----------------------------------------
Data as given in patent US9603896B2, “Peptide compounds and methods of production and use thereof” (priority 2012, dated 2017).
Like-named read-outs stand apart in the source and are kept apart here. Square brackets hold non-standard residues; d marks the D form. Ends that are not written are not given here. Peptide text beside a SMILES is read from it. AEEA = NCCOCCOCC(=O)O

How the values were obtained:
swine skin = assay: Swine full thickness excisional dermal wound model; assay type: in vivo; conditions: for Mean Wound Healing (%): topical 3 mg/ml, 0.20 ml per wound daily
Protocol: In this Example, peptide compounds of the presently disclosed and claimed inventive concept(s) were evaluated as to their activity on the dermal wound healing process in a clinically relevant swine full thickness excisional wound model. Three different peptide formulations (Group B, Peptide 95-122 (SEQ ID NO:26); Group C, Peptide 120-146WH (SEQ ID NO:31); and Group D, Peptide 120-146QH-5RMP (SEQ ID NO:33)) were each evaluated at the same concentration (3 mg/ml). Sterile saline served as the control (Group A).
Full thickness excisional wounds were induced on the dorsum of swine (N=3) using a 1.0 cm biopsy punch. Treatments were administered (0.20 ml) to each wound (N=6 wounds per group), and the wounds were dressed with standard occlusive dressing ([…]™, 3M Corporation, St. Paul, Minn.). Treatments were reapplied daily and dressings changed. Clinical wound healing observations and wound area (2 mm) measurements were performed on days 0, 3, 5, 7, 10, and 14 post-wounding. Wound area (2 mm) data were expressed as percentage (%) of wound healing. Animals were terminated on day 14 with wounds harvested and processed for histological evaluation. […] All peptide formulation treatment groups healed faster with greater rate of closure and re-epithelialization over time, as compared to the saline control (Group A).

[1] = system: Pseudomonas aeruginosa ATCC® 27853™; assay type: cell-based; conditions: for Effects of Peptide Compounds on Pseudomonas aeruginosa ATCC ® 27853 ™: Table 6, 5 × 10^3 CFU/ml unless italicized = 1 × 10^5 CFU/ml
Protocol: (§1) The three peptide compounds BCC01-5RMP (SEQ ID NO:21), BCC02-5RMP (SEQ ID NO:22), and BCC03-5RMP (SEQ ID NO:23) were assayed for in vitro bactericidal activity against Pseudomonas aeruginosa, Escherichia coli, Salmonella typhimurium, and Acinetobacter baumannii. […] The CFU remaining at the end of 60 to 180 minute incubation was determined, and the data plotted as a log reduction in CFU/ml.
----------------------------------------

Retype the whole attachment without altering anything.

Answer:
Data as given in patent US9603896B2, “Peptide compounds and methods of production and use thereof” (priority 2012, dated 2017).
Like-named read-outs stand apart in the source and are kept apart here. Square brackets hold non-standard residues; d marks the D form. Ends that are not written are not given here. Peptide text beside a SMILES is read from it. AEEA = NCCOCCOCC(=O)O

How the values were obtained:
swine skin = assay: Swine full thickness excisional dermal wound model; assay type: in vivo; conditions: for Mean Wound Healing (%): topical 3 mg/ml, 0.20 ml per wound daily
Protocol: In this Example, peptide compounds of the presently disclosed and claimed inventive concept(s) were evaluated as to their activity on the dermal wound healing process in a clinically relevant swine full thickness excisional wound model. Three different peptide formulations (Group B, Peptide 95-122 (SEQ ID NO:26); Group C, Peptide 120-146WH (SEQ ID NO:31); and Group D, Peptide 120-146QH-5RMP (SEQ ID NO:33)) were each evaluated at the same concentration (3 mg/ml). Sterile saline served as the control (Group A).
Full thickness excisional wounds were induced on the dorsum of swine (N=3) using a 1.0 cm biopsy punch. Treatments were administered (0.20 ml) to each wound (N=6 wounds per group), and the wounds were dressed with standard occlusive dressing ([…]™, 3M Corporation, St. Paul, Minn.). Treatments were reapplied daily and dressings changed. Clinical wound healing observations and wound area (2 mm) measurements were performed on days 0, 3, 5, 7, 10, and 14 post-wounding. Wound area (2 mm) data were expressed as percentage (%) of wound healing. Animals were terminated on day 14 with wounds harvested and processed for histological evaluation. […] All peptide formulation treatment groups healed faster with greater rate of closure and re-epithelialization over time, as compared to the saline control (Group A).

[1] = system: Pseudomonas aeruginosa ATCC® 27853™; assay type: cell-based; conditions: for Effects of Peptide Compounds on Pseudomonas aeruginosa ATCC ® 27853 ™: Table 6, 5 × 10^3 CFU/ml unless italicized = 1 × 10^5 CFU/ml
Protocol: (§1) The three peptide compounds BCC01-5RMP (SEQ ID NO:21), BCC02-5RMP (SEQ ID NO:22), and BCC03-5RMP (SEQ ID NO:23) were assayed for in vitro bactericidal activity against Pseudomonas aeruginosa, Escherichia coli, Salmonella typhimurium, and Acinetobacter baumannii. […] The CFU remaining at the end of 60 to 180 minute incubation was determined, and the data plotted as a log reduction in CFU/ml.